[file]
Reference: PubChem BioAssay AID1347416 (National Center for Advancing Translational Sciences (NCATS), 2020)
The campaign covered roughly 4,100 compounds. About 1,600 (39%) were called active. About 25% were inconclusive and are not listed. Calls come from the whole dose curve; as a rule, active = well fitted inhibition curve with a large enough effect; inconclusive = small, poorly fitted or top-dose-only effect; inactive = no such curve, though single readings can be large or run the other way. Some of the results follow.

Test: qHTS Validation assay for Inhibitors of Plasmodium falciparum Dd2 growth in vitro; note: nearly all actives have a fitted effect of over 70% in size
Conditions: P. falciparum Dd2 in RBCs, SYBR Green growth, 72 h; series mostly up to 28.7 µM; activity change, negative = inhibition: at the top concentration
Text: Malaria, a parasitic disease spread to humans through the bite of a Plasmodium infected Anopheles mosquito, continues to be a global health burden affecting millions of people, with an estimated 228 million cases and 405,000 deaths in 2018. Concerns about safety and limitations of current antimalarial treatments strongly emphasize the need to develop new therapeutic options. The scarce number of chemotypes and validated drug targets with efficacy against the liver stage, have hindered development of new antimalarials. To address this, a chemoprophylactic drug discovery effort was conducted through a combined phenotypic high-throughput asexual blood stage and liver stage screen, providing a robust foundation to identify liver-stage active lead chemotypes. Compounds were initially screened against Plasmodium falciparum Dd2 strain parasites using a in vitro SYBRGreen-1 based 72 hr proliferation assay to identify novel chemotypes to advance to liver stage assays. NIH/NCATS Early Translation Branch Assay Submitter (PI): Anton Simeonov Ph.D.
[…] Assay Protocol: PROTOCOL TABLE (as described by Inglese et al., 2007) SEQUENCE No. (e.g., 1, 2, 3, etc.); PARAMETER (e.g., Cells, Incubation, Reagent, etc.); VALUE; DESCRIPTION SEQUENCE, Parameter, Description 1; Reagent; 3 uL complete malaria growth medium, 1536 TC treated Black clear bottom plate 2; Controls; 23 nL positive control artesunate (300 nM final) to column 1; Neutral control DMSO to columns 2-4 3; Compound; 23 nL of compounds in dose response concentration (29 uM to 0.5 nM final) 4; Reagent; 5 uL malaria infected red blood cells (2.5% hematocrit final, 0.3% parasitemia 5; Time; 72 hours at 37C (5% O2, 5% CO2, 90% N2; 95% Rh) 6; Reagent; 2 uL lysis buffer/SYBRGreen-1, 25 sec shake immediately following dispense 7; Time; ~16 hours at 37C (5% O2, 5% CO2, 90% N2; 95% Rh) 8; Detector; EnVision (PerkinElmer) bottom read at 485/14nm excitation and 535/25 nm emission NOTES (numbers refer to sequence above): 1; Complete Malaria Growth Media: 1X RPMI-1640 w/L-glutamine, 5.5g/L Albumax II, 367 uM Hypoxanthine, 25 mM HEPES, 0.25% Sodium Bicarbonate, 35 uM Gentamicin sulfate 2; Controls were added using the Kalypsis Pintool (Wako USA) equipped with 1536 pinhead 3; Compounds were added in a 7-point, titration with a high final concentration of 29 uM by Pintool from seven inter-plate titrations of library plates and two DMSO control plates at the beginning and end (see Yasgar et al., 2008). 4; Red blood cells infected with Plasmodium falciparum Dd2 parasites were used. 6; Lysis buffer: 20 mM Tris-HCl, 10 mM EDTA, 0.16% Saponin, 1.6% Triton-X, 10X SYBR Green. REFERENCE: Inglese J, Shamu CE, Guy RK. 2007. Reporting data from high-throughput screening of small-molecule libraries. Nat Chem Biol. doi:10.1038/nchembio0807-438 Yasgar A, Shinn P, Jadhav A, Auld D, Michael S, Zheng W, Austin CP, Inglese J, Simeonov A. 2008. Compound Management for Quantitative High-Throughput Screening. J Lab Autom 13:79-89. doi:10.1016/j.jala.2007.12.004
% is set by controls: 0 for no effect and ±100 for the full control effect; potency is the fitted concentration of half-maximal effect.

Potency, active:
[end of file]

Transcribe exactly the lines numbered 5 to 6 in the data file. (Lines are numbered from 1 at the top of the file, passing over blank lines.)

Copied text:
Text: Malaria, a parasitic disease spread to humans through the bite of a Plasmodium infected Anopheles mosquito, continues to be a global health burden affecting millions of people, with an estimated 228 million cases and 405,000 deaths in 2018. Concerns about safety and limitations of current antimalarial treatments strongly emphasize the need to develop new therapeutic options. The scarce number of chemotypes and validated drug targets with efficacy against the liver stage, have hindered development of new antimalarials. To address this, a chemoprophylactic drug discovery effort was conducted through a combined phenotypic high-throughput asexual blood stage and liver stage screen, providing a robust foundation to identify liver-stage active lead chemotypes. Compounds were initially screened against Plasmodium falciparum Dd2 strain parasites using a in vitro SYBRGreen-1 based 72 hr proliferation assay to identify novel chemotypes to advance to liver stage assays. NIH/NCATS Early Translation Branch Assay Submitter (PI): Anton Simeonov Ph.D.
[…] Assay Protocol: PROTOCOL TABLE (as described by Inglese et al., 2007) SEQUENCE No. (e.g., 1, 2, 3, etc.); PARAMETER (e.g., Cells, Incubation, Reagent, etc.); VALUE; DESCRIPTION SEQUENCE, Parameter, Description 1; Reagent; 3 uL complete malaria growth medium, 1536 TC treated Black clear bottom plate 2; Controls; 23 nL positive control artesunate (300 nM final) to column 1; Neutral control DMSO to columns 2-4 3; Compound; 23 nL of compounds in dose response concentration (29 uM to 0.5 nM final) 4; Reagent; 5 uL malaria infected red blood cells (2.5% hematocrit final, 0.3% parasitemia 5; Time; 72 hours at 37C (5% O2, 5% CO2, 90% N2; 95% Rh) 6; Reagent; 2 uL lysis buffer/SYBRGreen-1, 25 sec shake immediately following dispense 7; Time; ~16 hours at 37C (5% O2, 5% CO2, 90% N2; 95% Rh) 8; Detector; EnVision (PerkinElmer) bottom read at 485/14nm excitation and 535/25 nm emission NOTES (numbers refer to sequence above): 1; Complete Malaria Growth Media: 1X RPMI-1640 w/L-glutamine, 5.5g/L Albumax II, 367 uM Hypoxanthine, 25 mM HEPES, 0.25% Sodium Bicarbonate, 35 uM Gentamicin sulfate 2; Controls were added using the Kalypsis Pintool (Wako USA) equipped with 1536 pinhead 3; Compounds were added in a 7-point, titration with a high final concentration of 29 uM by Pintool from seven inter-plate titrations of library plates and two DMSO control plates at the beginning and end (see Yasgar et al., 2008). 4; Red blood cells infected with Plasmodium falciparum Dd2 parasites were used. 6; Lysis buffer: 20 mM Tris-HCl, 10 mM EDTA, 0.16% Saponin, 1.6% Triton-X, 10X SYBR Green. REFERENCE: Inglese J, Shamu CE, Guy RK. 2007. Reporting data from high-throughput screening of small-molecule libraries. Nat Chem Biol. doi:10.1038/nchembio0807-438 Yasgar A, Shinn P, Jadhav A, Auld D, Michael S, Zheng W, Austin CP, Inglese J, Simeonov A. 2008. Compound Management for Quantitative High-Throughput Screening. J Lab Autom 13:79-89. doi:10.1016/j.jala.2007.12.004